Oppressive: A Dark Tale from the Hinterland
by Jan Zbiciak Brummett
raging Cold Creek
It rained for days and days and weeks and weeks.
Maybe a month? Came down so hard, so wet, so deafeningly, so forcefully, so relentlessly, that the moisture got into our muscles, seeped into our bones, into our psyches.
Two creeks pass through our property in Trinity (far, far northern California): Cold Creek and Salt Creek. On damp winter days such as these, the creeks are no longer friendly and serene. They quickly fill beyond their banks with rapidly churning chocolate milk runoff from the snow pack in the mountains above. They scream past our windows, carrying whole trees and other assorted forest debris with speeding, violent fury. The sound is endless and intrusive; like an angry, perpetual series of waves from the ocean crashing infinitely on a nearby beach. My cat, who is oh so sensitive to high pitched sounds, begs for me to make the annoying noise stop. Would that I could turn a dial or click a button and gain control of Mother Nature, if only for a moment.
Salt Creek rapids
Satisfyingly, the air stays brisk and clean, both from the constant cleansing of the continuous rainstorms as well as the agitating tumult in the waterways.
The roof on our house in Trinity is metal and on the inside of the house we have open beamed ceilings. The downpour is so severe --- eternally banging and beating like a livid drummer --- that it wakes us from a sound sleep with such crashing intensity. Sometimes the rain prevents us from ever falling or staying asleep, its’ audible ferocity lasting for days upon days (lost nights upon lost nights). And to think that I complain about our noisy neighbors in the city!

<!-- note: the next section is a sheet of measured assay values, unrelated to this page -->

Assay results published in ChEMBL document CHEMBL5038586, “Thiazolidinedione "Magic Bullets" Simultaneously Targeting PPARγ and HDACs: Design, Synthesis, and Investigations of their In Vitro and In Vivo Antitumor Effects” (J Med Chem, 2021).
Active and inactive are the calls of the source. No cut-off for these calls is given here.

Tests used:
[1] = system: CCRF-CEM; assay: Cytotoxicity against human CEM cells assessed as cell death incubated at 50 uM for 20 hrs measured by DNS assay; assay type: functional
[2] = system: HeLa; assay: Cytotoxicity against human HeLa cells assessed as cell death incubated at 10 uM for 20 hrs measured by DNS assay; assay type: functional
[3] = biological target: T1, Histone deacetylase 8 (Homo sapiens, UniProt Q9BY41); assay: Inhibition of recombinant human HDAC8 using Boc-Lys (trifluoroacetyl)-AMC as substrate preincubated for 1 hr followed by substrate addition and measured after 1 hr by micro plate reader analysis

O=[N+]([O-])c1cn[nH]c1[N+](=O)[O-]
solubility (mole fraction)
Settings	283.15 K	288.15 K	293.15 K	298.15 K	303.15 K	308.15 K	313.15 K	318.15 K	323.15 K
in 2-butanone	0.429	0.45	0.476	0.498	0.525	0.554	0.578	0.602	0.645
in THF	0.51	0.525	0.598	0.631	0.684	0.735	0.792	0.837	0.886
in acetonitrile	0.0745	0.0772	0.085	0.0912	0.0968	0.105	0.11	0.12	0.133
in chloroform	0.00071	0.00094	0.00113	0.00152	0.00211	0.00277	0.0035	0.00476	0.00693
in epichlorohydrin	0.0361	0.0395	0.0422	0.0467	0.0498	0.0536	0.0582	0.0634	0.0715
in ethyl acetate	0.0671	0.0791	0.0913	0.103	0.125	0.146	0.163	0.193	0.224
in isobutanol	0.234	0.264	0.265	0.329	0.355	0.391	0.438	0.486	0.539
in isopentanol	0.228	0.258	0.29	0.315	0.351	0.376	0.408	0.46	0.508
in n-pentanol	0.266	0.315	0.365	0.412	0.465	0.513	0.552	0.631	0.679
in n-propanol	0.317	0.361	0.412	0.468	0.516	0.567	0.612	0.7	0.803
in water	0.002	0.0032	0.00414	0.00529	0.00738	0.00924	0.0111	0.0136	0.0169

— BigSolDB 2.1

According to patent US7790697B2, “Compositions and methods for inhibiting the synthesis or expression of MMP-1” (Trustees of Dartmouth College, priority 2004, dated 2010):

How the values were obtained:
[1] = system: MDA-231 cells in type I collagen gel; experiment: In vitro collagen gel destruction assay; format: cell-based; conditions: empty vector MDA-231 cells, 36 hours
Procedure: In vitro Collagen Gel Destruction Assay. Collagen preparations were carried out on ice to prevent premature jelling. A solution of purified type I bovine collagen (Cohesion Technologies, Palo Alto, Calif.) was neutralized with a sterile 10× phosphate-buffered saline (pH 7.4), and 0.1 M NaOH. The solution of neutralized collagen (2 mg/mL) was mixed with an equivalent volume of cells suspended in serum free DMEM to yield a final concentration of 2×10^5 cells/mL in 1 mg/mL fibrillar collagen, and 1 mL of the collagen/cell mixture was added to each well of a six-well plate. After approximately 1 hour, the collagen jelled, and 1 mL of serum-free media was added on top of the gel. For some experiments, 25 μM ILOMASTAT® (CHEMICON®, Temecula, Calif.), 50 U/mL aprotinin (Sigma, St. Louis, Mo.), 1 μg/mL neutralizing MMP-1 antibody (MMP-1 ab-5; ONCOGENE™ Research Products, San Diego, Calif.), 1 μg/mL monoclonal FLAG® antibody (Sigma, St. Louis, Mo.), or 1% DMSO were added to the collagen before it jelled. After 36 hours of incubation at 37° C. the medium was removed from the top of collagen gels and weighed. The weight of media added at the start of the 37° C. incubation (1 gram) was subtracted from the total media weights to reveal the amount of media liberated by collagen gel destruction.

We read, we write, we play music, have endless chess tournaments, draw pictures, watch movies. We make soups and biscuits and roasted meals in the oven. We drink steamy teas and warm, rich coffees. We buy new raincoats to walk the dog and still can only walk a mile or so before we are drenched to the bone. Our sinuses punish us with sniffles. The earth is spongy under our feet, a clear sign that saturation is all around us. We grow weary of being indoors.
One of my Trinity neighbors told me that she has kept a calendar and that it started raining on December 16, 2005, perhaps earlier. The local weekly newspaper reports that folks have done measuring throughout the county: 16 inches here, 19 inches there. New springs burst forth under every rock, or so it seems. It is sopping, soggy, soaked. In our 16 years here, the creeks have rarely been higher, rarely been more gorged. On NPR, they say that more rain is in the forecast. We poise to hunker down again.
Salt Creek White Water
Today is January 5, 2006 and the shattering, incessant dousing has finally ceased. Albeit temporarily, or so reports the weatherman. Still, we are euphoric with a blessed breather. The sun has at long last, come piercing through the thick and lingering cloud cover. Although filtered, it is possible to clearly make out its’ warm, silvery orb. And we are basking in it. We long for the desert, for the Caribbean, a warm, white Greek Island… nostalgic for the hot, dry, sunny summers, which grace Trinity.
Pretend it is Cozumel once again.
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